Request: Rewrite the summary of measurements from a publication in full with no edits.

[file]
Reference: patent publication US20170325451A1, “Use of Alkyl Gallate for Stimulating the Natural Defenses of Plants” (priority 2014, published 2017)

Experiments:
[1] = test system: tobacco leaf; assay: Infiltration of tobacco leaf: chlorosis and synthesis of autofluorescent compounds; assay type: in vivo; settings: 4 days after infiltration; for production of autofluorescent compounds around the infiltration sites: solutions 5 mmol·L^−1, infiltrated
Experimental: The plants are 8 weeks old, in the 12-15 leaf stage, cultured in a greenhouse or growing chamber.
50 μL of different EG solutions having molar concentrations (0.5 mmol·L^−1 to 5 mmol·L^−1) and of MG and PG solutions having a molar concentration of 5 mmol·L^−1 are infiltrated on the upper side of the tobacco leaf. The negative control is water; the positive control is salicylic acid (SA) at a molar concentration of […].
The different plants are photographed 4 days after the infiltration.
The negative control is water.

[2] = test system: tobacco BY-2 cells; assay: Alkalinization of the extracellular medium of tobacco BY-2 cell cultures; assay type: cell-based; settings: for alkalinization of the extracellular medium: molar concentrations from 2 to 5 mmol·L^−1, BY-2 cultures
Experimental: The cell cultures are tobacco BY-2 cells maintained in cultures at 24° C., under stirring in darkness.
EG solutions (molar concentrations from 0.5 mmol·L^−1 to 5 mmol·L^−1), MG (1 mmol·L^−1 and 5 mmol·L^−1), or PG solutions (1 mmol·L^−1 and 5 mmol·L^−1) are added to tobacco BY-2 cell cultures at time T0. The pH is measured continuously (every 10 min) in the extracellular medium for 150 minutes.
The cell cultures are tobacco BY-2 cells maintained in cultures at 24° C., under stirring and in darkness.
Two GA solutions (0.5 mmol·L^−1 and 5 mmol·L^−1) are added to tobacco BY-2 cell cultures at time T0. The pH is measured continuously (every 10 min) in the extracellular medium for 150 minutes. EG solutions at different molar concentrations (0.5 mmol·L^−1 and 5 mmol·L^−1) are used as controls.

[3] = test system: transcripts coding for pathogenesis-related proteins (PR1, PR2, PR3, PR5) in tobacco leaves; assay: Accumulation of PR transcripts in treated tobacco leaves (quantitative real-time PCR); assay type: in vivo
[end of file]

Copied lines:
Reference: patent publication US20170325451A1, “Use of Alkyl Gallate for Stimulating the Natural Defenses of Plants” (priority 2014, published 2017)

Experiments:
[1] = test system: tobacco leaf; assay: Infiltration of tobacco leaf: chlorosis and synthesis of autofluorescent compounds; assay type: in vivo; settings: 4 days after infiltration; for production of autofluorescent compounds around the infiltration sites: solutions 5 mmol·L^−1, infiltrated
Experimental: The plants are 8 weeks old, in the 12-15 leaf stage, cultured in a greenhouse or growing chamber.
50 μL of different EG solutions having molar concentrations (0.5 mmol·L^−1 to 5 mmol·L^−1) and of MG and PG solutions having a molar concentration of 5 mmol·L^−1 are infiltrated on the upper side of the tobacco leaf. The negative control is water; the positive control is salicylic acid (SA) at a molar concentration of […].
The different plants are photographed 4 days after the infiltration.
The negative control is water.

[2] = test system: tobacco BY-2 cells; assay: Alkalinization of the extracellular medium of tobacco BY-2 cell cultures; assay type: cell-based; settings: for alkalinization of the extracellular medium: molar concentrations from 2 to 5 mmol·L^−1, BY-2 cultures
Experimental: The cell cultures are tobacco BY-2 cells maintained in cultures at 24° C., under stirring in darkness.
EG solutions (molar concentrations from 0.5 mmol·L^−1 to 5 mmol·L^−1), MG (1 mmol·L^−1 and 5 mmol·L^−1), or PG solutions (1 mmol·L^−1 and 5 mmol·L^−1) are added to tobacco BY-2 cell cultures at time T0. The pH is measured continuously (every 10 min) in the extracellular medium for 150 minutes.
The cell cultures are tobacco BY-2 cells maintained in cultures at 24° C., under stirring and in darkness.
Two GA solutions (0.5 mmol·L^−1 and 5 mmol·L^−1) are added to tobacco BY-2 cell cultures at time T0. The pH is measured continuously (every 10 min) in the extracellular medium for 150 minutes. EG solutions at different molar concentrations (0.5 mmol·L^−1 and 5 mmol·L^−1) are used as controls.

[3] = test system: transcripts coding for pathogenesis-related proteins (PR1, PR2, PR3, PR5) in tobacco leaves; assay: Accumulation of PR transcripts in treated tobacco leaves (quantitative real-time PCR); assay type: in vivo